Through our powerful refinery and global modeling tools, we provide clients with the ability to assess the supply cost and market impacts of new – generally regulatory – initiatives on petroleum products quality.
Our areas of expertise include:
- Reformulated, ultra-low-sulfur and EURO III/IV/V gasoline and diesel
- Commercial and military jet fuels (Jet-A1, JP-8, JP-11)
- Marine fuels (MGO, MDO, IFO and emerging intermediate formulations)
Our extensive track record on assessments of marine fuels includes studies for the American Petroleum Institute and for the International Maritime Organization as key inputs to MARPOL Annex VI, extensive fuels supply analysis for the U.S. EPA in support of its ECA submission and currently for Mexican authorities regarding their ECA submission. Our modeling capability captures the interplay between regulation, refining, emissions and fuel economics. It also incorporates rigorous marine fuels consumption data and projections, as from the IMO and others, which differ from standard published statistics.
Our in-depth refinery process and physical properties blending expertise enables us to assess the effects of both major grade shifts such as from IFO to marine distillate and more narrow properties changes such as tightening of RVP or other gasoline specifications in association with new ozone rules. In 2011, EnSys undertook a rigorous review of the EPA’s gasoline cost model leading to a series of revisions.
Refinery gasoline processing/blending/cost model detailed analysis and peer review
For the EPA Office of Mobile Sources, EnSys undertook a rigorous analysis of the detailed refinery by refinery model the EPA uses to assess the cost impacts of changes in gasoline sulphur and other qualities. EnSys proposed a range of specific changes and improvements which the EPA accepted as improving the realism and accuracy of the model as it is used to underpin new regulations.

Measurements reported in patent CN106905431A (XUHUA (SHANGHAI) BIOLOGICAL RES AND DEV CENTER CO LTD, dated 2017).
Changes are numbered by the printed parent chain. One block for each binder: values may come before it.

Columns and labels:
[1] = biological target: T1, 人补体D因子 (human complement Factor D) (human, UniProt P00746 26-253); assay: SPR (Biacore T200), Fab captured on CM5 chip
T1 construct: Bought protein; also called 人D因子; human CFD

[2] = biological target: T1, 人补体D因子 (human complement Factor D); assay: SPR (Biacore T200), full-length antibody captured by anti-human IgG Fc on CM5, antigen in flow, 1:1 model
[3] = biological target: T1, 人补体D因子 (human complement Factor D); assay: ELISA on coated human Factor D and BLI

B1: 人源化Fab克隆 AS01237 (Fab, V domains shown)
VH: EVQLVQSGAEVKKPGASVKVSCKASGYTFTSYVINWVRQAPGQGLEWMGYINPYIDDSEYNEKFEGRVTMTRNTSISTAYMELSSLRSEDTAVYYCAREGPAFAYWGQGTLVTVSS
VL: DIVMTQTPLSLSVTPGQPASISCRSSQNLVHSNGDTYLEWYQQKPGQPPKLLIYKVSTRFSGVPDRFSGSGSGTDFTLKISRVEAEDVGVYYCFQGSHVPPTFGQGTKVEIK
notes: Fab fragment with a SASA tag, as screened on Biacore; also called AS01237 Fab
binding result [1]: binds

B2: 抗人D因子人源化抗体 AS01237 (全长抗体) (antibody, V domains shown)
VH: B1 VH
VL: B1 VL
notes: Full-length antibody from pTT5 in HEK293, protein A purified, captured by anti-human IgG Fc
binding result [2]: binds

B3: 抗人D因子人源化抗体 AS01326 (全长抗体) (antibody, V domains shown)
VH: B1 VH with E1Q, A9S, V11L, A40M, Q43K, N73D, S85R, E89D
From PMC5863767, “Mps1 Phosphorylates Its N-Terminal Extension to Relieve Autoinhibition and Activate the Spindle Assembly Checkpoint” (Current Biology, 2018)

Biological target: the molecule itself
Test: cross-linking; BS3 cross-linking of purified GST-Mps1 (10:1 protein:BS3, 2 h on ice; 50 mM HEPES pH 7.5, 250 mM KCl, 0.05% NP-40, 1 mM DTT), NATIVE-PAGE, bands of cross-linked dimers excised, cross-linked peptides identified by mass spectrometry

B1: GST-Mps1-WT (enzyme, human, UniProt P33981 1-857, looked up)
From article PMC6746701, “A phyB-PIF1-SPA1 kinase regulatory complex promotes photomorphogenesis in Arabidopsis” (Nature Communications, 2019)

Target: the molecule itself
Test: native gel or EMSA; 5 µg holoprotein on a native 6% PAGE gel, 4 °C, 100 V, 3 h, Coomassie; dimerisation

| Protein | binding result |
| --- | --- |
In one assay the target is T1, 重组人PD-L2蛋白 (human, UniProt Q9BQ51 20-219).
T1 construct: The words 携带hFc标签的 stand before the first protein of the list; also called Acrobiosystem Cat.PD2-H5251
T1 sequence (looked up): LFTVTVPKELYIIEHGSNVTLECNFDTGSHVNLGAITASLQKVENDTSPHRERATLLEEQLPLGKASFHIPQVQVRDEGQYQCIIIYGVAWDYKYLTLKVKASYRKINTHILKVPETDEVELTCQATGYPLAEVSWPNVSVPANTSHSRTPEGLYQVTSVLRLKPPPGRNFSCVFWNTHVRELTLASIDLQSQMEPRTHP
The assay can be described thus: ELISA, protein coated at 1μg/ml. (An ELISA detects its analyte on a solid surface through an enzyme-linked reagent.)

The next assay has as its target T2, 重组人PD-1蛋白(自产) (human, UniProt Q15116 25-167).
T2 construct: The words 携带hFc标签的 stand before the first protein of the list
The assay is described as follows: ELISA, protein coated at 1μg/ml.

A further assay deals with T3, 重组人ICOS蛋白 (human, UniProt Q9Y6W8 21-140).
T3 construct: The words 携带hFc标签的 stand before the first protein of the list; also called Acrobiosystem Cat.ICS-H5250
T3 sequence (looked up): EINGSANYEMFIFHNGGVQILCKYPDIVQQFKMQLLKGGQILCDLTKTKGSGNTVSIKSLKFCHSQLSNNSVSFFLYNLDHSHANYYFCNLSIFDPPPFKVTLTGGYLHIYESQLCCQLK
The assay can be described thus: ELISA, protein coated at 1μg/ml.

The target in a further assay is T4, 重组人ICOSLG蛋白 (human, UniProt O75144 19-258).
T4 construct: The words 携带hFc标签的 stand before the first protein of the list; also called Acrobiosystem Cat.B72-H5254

MARPOL Annex VI Analysis of Impacts on Global Refining & CO2 Emissions
Working with marine specialist Navigistics Consulting, EnSys undertook analyses of the global impacts of potential marine fuels quality changes that formed critical inputs into the MARPOL Annex VI regulatory process. Activities included a “bottom up” assessment of then current and future marine fuels demand, incorporation of these projections into the EnSys WORLD Model, then application of WORLD to quantify the impacts on product supply costs, refining investments, trade and CO2 emissions of various ECA and global standard scenarios, including potential use of on board scrubbing. Activities including working closely with the IMO Expert Fuels Group to review premises, findings and their implications.
This assignment for the IMO followed prior work for the EPA and American Petroleum Institute which examined the effects of different compliance sulfur standards and fuel formulations.
Sub-Saharan African Refining and Fuels Assessment for the World Bank and the African Refiners Association
Working with prime contractor ICF International, adapted EnSys’ WORLD Model to focus on the sub-Saharan region and its refineries, then assessed the refining and supply costs and competitive / market / trade impacts of the region introducing low and ultra-low sulfur standards on gasoline and diesel. These costs were then compared with the health benefits that would result.
EnSys’ Integrated Global WORLD Model
EnSys’ World Oil Refining Logistics and Demand (WORLD) Model is utilized by EnSys for petroleum fuels and other assessments. The Model extends analytical boundaries by bringing the key parameters of the downstream into one system. The WORLD Model is highly flexible, with the ability to model short, medium, and long-term forecasts. WORLD captures and simulates the global and interlinked nature of the present and future petroleum industry, providing projections for global refining activity, investments, margins, and utilizations, crude and product flows, and pricing/differentials across alternative scenarios.